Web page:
YES, because repossession is NOT trespassing. Read your contract. You most likely gave the lender authority to repo the car at any time or place. You cant just drive a car without paying for it. Doesnt matter what the jailhouse lawyers tell you, you're not the first person to be repoed and wont be the last. The laws and lenders helping to write them have been around a lot longer than me or you. IF you had posted your state, I would have given you a link to that law so you could read it for yourself.
Like Roosta said, in most cases yes they can Unless it is parked on US Government Defense Dept. property in which case not even repo agents would be given access to the site without a valid clearance and badge.
how could someone possibly give a lender permission to go on someone elses private property. I could see if the private property is that of the debtor..but what if its a the debtors place of employment which is private property?
"Private Property" signs do not stop anyone from entering a parking lot. Now if they added "No Trespassing", it might make a little difference, but doesn't thedelivery man still get in? If you have a legal purpose for entering private property, it is not trespassing if you do not damage any property. If you have to cut a lock to get into the lot, that's damage. If there is a guard who says you can't come in, it's a breach of peace to drive through anyway. And as for DOD property, it is usually fenced, but if the car is parked in a military housing area that can be entered without going through base security checkpoints, the repo man can (and will) get it. I remember one time when an amourous couple thought "US GOV'T PROPERTY" meant "PUBLIC PROPERTY" and their spouses would never find them parked at a deadend in a small Navy housing complex. Seems the SP's didn't think clandestine sex was a "legal purpose."
I'm going to have to disagree with you on this one Tank. How is private property of an organization different than private property of a business or individual? Your driveway is private property and so is the mall parking lot. But the repo man can take your vehicle from either of these places. The mall may even have a sign that says Private Property.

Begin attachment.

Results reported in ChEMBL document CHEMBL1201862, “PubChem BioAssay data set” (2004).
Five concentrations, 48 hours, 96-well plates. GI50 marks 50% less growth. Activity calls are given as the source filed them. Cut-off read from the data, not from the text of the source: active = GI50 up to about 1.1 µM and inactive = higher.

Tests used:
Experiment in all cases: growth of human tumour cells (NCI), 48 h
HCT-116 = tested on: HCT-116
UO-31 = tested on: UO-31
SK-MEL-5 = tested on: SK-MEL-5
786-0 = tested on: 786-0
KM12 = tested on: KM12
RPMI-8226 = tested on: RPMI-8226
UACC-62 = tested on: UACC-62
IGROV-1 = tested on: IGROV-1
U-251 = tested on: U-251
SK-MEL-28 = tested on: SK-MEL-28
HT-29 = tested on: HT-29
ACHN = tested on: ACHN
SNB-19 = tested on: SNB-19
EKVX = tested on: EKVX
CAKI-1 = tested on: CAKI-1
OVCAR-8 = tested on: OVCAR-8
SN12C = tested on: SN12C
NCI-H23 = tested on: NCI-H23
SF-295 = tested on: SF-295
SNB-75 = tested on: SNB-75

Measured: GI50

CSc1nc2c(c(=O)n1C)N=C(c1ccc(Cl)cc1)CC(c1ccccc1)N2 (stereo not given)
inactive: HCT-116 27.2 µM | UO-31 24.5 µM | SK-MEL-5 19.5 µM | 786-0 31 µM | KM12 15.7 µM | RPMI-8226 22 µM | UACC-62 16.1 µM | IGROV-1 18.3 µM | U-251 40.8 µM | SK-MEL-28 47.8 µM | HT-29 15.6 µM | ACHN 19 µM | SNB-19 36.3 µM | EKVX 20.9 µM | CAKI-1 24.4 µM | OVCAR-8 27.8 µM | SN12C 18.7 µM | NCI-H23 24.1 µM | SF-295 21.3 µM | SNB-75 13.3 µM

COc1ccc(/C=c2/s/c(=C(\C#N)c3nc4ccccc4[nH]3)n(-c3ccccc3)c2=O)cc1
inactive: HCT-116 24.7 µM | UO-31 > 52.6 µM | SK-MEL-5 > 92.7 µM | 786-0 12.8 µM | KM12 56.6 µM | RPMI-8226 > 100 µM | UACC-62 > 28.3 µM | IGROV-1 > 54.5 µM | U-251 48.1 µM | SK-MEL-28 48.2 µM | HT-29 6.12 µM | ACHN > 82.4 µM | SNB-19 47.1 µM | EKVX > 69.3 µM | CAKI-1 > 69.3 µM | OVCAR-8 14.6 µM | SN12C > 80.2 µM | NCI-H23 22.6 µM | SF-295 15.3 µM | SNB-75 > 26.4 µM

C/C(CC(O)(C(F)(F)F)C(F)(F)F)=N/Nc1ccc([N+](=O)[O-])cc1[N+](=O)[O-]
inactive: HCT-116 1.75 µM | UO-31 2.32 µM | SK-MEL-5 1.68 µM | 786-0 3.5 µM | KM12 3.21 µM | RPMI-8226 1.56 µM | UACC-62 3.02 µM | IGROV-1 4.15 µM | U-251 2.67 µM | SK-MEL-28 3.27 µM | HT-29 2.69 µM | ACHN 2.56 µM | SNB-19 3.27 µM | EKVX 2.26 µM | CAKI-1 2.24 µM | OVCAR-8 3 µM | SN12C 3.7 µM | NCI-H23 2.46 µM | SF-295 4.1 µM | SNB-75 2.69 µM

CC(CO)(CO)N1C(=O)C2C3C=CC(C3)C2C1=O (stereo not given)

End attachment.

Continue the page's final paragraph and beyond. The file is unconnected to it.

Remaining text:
Let's just agree that if the repo man can get to the vehicle without a fight and without damaging any property, the car will be gone when you come back! Even trespassing is usually a CIVIL matter if there is no damage or criminal intent.
You are entitled to any property that is not physically attached to the vehicle. In many states, you may remove after market speakers you have installed, provided doing so causes no damage to the vehicle. You will be given only thirty days to recover private property after the vehicle is repossessed.
If the vehicle is trespassing and you are inside it then you are trespassing.
Unlicensed drivers cannot operate a vehicle on private property. The insurance for the vehicle will not allow unlicensed drivers. Most states require every vehicle in operation to be insured.
have it towed away. as long as you have the private property owners permission.
Yes they can come on private propery to repossess a vehicle. If they damaged your property, then call the lender and demand they repair the damage. You may have to sue to recover the damage.
If you are in Philadelphia PA Department of License and Inspections can give you a ticket on your vehicle on private property if it is not legal or there are to many vehicles on your property.
In the UK it can, if the driveway is private property.
I would not go on private property to get your vehicle without the police being present. You may end up in a conundrum. Contact the local police and explain the situation.
A vehicle tracker is a GPS unit attached to a vehicle that reports its position. It is used on commercial vehicles to track progress and can be used on private vehicles to recover the vehicle if it is stolen.
A car that is actually YOURS cannot be repossessed, as it's paid off. If you have a vehicle being repossessed, they're able to do this because it's actually the finance company which owns that vehicle and possesses their title. A recovery agent can, on behalf of the lienholder, go onto private property in order to recover the lienholder's property - with limitations. They cannot cross a locked gate, and they cannot enter a locked building.